Re-using a wheeled carriage for babies to make a living

Madmoet Abrahams has been living and working on the street for more then 20 years now. He found a great way to make a living. Everyday you’ll find him in the streets of Cape Town, South Africa collecting White paper. 1 KG of White paper will pay him 23 South African Rand (approximately $2.35) at the paper scrap yard.

Madmoet Abrahams

Per day he makes more or less 50 Rand. He is a hard worker. I met him in the pouring rain, which didn’t stop him from spitting through the bins in search for more paper. He saved money and bought a bicycle for 300 Rand last year. The bicycle, in combination with his creative re-use of a wheeled carriage for babies connected to it, allows Madmoet to make twice as much money per day! His big dream is to have a paid job and a house.

This friendly, clever and hard working man can be reached under the Sunlam bridge in Cape Town or somewhere on the street…

Madmoet explains where to go with the paper
The tools to success..

Paraffin Lamps and the Informal Recycling Industry

Franco Mithika works in Gikomba, an industrial area in greater Nairobi. His job is to take scrap metal tin cans and a soldering iron to fabricate paraffin lamps. Paraffin lamps are used by millions of Kenyans, especially those who cannot afford or get electricity into their home for lighting.

Creating Paraffin Lamps in Gikomba

It costs about 110/= Kenyan shillings to make, and it sells for around 150/= ($1.90). You can buy them wholesale for 1550/= ($20) for 24 pieces. It takes about a minute to make one (less for the truly gifted fabricators).

Here is a video of him making one:

Thinking about the unofficial recycling industry

What’s particularly interesting here, is that this scrapes the surface of a rather larger recycling industry that hums beneath the surface of the city. How it works is this. The youngest and poorest go around the city and collect scrap metal of all types. These are then taken to a buyer who sorts them into their different types. This is who people like Franco then buy from and create their wares.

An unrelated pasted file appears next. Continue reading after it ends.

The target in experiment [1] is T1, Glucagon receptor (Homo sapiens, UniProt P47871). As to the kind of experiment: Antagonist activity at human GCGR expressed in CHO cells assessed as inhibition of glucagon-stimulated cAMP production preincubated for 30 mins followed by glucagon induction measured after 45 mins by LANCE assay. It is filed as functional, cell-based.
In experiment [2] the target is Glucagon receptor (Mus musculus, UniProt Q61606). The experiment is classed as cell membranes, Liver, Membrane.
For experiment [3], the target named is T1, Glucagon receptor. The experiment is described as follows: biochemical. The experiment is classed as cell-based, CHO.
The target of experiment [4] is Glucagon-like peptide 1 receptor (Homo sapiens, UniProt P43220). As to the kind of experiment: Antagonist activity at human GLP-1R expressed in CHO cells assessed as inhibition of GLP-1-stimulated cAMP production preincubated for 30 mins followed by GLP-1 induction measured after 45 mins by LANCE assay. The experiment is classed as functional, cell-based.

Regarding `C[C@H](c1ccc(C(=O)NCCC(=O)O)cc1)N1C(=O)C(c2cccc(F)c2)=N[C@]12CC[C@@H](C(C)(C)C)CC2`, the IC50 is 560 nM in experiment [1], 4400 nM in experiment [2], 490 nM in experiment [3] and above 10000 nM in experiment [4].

The scrap metal picked up gets sold for just a few shillings per kilo. When sorted, the tin cans that Franco buys, are sold for 300/= ($4) per kilo.

So, there’s a rather efficient system at work. It’s run by entrepreneurs who figure out a way to make things work. A byproduct is that everything (metal) is used, and much less waste than there would be otherwise.

Gathering and transporting the scraps:
Informal Recycling Industry

The scrap sorting place (Kawangware):
Informal Recycling Industry

The cans for the paraffin lamps sorted:
Creating Paraffin Lamps in Gikomba

Other “sorted” scrap metal items:
Informal Recycling Industry

Your Old Keyboard and a Shoeshine Stand

Sometimes when you’re walking around Africa you come upon something that at first appears mundane. Then, upon second glance, you realize it is actually is mundane – but it’s still interesting.

Keyboard as a shoe shine holder's tool

Such was the case when I passed a shoeshiner (who didn’t want to be in the picture). On his stall there was an old, keyless keyboard, and it just didn’t seem to fit. He then told me that it serves as a perfect shoe holder that keeps the shoe polish and repair materials off of him, and as a simple non-slip surface.

Think of it as a laptop desk for shoes.

Here’s another shot:

old keyboard as a shoeshine holders tool

[See more images like this on the AfriGadget Flickr group.]